Most textbooks and papers are not written to help you, but instead to prove how smart the author is.

Many people write things that are hard to understand on purpose. This is done, because if no one understands what you write, you don't get criticized. In addition, you appear extremely smart. This was already noted in 1966 by Cornelius Lanczos in his book “The Variational Principles of Mechanics”:

Many of the scientific treatises of today are formulated in a half-mystical language, as though to impress the reader with the uncomfortable feeling that he is in the permanent presence of a superman.

In a similar spirit V. I. Arnold noted:

It is almost impossible for me to read contemporary mathematicians who, instead of saying “Petya washed his hands,” write simply: There is a $t_1 <0$ such that the image of $t_1$ under the natural mapping $t_1 \mapsto \text{Petya}(t_1)$ belongs the set of dirty hands, and a $t_{2}, t_{1}<t_{2}\le 0,$, such that the image of $t_2$ under the above-mentioned mapping belongs to the complement of the set defined in the preceding sentence.


“Thus in elemental silicon, where there are many electrons locked up in the chemical bonds, it is possible to pull an electron out of a chemical bond to make a hole. This hole is then mobile, and acts in every way like an extra electron added to the silicon, except that its electric charge is backward. This is the antimatter effect. Unfortunately, the hole idea makes no sense in the absence of something physically analogous to a solid's bond length, since this length fixes the density of electrons one is ripping out. Without it, the background electron density would have to be infinity. However, such a length conflicts fundamentally with the principle of relativity, which forbids space from having any preferred scales. No solution to this dilemma has ever been found. Instead, physicists have developed clever semantic techniques for papering it over. Thus instead of holes one speaks of antiparticles. Instead of a bond length one speaks of an abstraction called the ultraviolet cutoff ,a tiny length scale introduced into the problem to regulate it-which is to say, to cause it to make sense. Below this scale one simply aborts one's calculations, as though the equations were becoming invalid at this scale anyway because it is, well, the bond length. One carries the ultraviolet cutoff through all calculations and then argues at the end that it is too small to be measured and therefore does not exist. Much of quantum electrodynamics, the mathematical description of how light communicates with the ocean of electrons ostensibly pervading the universe, boils down to demonstrating the unmeasurableness of the ultraviolet cutoff. This communication,which is large, has the fascinating implication that real light involves motion of something occupying the vacuum of space, namely all those electrons (and other things as well), although the extent of this motion depends sensitively on the value of the ultraviolet cutoff which is not known. There are endless arguments about what kinds of regularization are best, whether the cutoff is real or fictitious,whether relativity should be sacrificed, and who is too myopic to see the truth. It is just dreadful. The potential of overcoming the ultraviolet problem is also the deeper reason for the allure of string theory,a microscopic model for the vacuum that has failed to account for any measured thing.” from a Different Universe, by R. Laughlin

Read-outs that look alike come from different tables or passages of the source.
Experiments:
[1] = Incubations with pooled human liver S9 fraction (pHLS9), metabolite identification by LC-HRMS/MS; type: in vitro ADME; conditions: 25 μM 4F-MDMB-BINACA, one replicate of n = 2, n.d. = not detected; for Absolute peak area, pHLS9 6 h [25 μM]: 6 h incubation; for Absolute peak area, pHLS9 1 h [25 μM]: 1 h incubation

“The similarity between sound and light requires explanation, for there is no obvious reason for their quantum mechanics to be the same. In the case of sound-quantization may be deduced from the underlying laws of quantum mechanics obeyed by the atoms. In the case of light it must be postulated. This logical loose end is enormously embarrassing, and is something we physicists prefer to disguise in formal language. Thus we say that light and sound obey the Planck law by virtue of canonical quantization and the bosonic nature of the underlying degrees of freedom.But this is no explanation at all, for the reasoning is circular. Stripped of its complexity, “canonical quantization” simply boils down to requiring light to have properties modeled after those of sound.from a Different Universe, by R. Laughlin

Further Reading